The US Fed concludes its deliberations today, but there is no realistic expectation of a change in policy. Markets are instead agog to learn whether the Fed will signal an intention to move on interest rates at the September FOMC meeting.
What we are likely to get is a Fed that emphasises data dependency, and this therefore perhaps makes the forthcoming data more important than the Fed decision today. We have the employment cost index this Friday and the employment report next Friday to obsess over.
Germany and France are offering consumer confidence data – after the US conference board figures weakened (allegedly, in part, because US consumers worried about Greece and China). It will be interesting to see if the Germans and French can be a little more stoic about the consequences of the Greco-German crisis.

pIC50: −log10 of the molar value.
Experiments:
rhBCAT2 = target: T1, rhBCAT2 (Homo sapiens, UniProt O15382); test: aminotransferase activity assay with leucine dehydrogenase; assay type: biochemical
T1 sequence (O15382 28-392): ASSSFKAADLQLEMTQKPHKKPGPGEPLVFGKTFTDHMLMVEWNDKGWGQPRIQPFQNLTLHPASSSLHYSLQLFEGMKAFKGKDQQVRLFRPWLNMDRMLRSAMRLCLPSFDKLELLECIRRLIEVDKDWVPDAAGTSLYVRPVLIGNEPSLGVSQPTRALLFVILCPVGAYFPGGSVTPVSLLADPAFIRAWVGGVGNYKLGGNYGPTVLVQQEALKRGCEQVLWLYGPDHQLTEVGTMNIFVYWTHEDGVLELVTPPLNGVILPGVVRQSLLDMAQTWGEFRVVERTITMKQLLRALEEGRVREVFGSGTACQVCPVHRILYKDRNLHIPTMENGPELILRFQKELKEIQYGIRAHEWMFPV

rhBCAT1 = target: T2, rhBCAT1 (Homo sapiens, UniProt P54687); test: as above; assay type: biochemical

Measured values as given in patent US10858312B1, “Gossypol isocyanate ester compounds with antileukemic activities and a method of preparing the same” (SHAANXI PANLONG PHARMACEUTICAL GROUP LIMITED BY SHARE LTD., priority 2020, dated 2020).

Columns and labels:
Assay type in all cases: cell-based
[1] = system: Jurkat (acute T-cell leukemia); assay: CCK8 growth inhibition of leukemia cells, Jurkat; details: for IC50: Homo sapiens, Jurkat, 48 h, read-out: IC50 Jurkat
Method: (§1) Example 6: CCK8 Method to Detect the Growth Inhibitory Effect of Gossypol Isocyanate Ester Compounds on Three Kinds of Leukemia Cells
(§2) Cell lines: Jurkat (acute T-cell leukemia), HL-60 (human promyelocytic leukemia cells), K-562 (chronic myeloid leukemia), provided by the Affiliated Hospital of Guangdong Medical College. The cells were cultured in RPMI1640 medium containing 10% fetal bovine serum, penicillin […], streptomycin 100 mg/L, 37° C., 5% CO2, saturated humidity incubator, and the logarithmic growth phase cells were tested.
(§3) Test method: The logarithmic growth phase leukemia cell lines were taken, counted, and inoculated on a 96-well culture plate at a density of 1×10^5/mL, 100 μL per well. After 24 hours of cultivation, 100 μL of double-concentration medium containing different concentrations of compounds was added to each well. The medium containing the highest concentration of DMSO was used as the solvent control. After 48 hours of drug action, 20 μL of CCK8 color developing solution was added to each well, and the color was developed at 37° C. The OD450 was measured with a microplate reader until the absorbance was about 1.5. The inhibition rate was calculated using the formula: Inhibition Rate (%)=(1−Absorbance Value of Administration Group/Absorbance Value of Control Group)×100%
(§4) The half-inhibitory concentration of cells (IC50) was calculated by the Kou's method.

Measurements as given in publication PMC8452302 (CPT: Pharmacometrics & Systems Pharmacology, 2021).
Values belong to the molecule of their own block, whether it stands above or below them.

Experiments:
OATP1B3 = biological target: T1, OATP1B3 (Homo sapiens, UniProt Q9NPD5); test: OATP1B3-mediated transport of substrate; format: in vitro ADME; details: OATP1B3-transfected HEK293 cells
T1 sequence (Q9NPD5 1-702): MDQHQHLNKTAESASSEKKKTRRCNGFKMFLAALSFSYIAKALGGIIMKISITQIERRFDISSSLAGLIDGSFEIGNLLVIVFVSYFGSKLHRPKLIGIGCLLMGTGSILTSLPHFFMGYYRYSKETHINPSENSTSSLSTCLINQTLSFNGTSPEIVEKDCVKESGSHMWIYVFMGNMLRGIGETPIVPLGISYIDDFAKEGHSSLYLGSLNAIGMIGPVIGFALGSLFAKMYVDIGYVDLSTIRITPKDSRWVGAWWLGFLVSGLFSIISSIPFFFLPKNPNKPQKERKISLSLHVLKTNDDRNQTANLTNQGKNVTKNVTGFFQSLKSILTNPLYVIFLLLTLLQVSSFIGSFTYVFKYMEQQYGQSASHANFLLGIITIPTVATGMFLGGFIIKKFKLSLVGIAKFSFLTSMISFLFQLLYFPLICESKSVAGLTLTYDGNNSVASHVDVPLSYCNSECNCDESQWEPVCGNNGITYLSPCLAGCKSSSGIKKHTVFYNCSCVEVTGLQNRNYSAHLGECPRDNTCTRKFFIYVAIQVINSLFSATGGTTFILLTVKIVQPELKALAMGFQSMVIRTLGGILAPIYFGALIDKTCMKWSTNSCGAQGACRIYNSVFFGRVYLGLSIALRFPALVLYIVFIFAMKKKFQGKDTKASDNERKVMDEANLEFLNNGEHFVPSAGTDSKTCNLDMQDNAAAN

UK consumer credit data (including mortgages) are due. The UK inflation rate is likely to rise, but not in an alarming fashion this year. A more immediate concern for the Bank of England may be the growth of revolving consumer credit, inducing them to fire a warning shot of a rate increase.